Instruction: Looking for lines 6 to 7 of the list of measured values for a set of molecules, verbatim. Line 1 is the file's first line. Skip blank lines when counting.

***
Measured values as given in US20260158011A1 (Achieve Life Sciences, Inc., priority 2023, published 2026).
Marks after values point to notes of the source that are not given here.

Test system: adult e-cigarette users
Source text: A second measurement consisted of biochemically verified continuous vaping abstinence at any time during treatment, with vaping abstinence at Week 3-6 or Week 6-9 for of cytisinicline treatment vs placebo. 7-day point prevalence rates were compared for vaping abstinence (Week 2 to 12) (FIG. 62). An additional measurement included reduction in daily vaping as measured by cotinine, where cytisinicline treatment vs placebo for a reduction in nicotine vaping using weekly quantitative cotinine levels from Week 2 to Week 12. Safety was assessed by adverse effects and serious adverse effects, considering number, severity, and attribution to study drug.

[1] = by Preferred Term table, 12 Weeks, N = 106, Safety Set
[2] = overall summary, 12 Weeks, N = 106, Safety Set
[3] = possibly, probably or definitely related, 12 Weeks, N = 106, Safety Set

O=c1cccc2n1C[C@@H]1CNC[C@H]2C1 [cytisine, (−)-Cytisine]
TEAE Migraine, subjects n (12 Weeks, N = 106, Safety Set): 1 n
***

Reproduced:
[2] = overall summary, 12 Weeks, N = 106, Safety Set
[3] = possibly, probably or definitely related, 12 Weeks, N = 106, Safety Set